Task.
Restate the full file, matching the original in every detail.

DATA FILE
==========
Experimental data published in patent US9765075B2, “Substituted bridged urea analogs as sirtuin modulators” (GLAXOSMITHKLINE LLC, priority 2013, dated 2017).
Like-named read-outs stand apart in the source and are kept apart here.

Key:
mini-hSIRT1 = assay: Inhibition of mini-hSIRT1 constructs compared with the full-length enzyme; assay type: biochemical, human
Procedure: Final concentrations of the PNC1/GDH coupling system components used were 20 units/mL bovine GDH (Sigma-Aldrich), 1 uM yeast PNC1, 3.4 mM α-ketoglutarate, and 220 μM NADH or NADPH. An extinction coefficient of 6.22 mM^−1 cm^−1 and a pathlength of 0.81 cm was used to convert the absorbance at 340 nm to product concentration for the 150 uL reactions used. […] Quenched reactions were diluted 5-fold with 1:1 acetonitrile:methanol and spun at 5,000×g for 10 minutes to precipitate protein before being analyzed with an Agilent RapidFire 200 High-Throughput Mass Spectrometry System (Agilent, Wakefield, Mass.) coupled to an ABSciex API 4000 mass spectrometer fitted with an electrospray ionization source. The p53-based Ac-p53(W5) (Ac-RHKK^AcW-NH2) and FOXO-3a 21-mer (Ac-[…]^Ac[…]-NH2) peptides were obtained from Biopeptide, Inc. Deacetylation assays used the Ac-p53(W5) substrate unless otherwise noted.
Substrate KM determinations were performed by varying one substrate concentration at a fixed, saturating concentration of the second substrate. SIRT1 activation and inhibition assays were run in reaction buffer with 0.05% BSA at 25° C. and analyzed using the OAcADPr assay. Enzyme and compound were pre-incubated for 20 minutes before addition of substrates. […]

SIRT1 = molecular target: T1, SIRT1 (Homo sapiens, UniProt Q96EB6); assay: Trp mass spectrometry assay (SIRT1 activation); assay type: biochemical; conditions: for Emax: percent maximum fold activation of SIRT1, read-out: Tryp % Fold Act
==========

Experimental data published in patent US9765075B2, “Substituted bridged urea analogs as sirtuin modulators” (GLAXOSMITHKLINE LLC, priority 2013, dated 2017).
Like-named read-outs stand apart in the source and are kept apart here.

Key:
mini-hSIRT1 = assay: Inhibition of mini-hSIRT1 constructs compared with the full-length enzyme; assay type: biochemical, human
Procedure: Final concentrations of the PNC1/GDH coupling system components used were 20 units/mL bovine GDH (Sigma-Aldrich), 1 uM yeast PNC1, 3.4 mM α-ketoglutarate, and 220 μM NADH or NADPH. An extinction coefficient of 6.22 mM^−1 cm^−1 and a pathlength of 0.81 cm was used to convert the absorbance at 340 nm to product concentration for the 150 uL reactions used. […] Quenched reactions were diluted 5-fold with 1:1 acetonitrile:methanol and spun at 5,000×g for 10 minutes to precipitate protein before being analyzed with an Agilent RapidFire 200 High-Throughput Mass Spectrometry System (Agilent, Wakefield, Mass.) coupled to an ABSciex API 4000 mass spectrometer fitted with an electrospray ionization source. The p53-based Ac-p53(W5) (Ac-RHKK^AcW-NH2) and FOXO-3a 21-mer (Ac-[…]^Ac[…]-NH2) peptides were obtained from Biopeptide, Inc. Deacetylation assays used the Ac-p53(W5) substrate unless otherwise noted.
Substrate KM determinations were performed by varying one substrate concentration at a fixed, saturating concentration of the second substrate. SIRT1 activation and inhibition assays were run in reaction buffer with 0.05% BSA at 25° C. and analyzed using the OAcADPr assay. Enzyme and compound were pre-incubated for 20 minutes before addition of substrates. […]

SIRT1 = molecular target: T1, SIRT1 (Homo sapiens, UniProt Q96EB6); assay: Trp mass spectrometry assay (SIRT1 activation); assay type: biochemical; conditions: for Emax: percent maximum fold activation of SIRT1, read-out: Tryp % Fold Act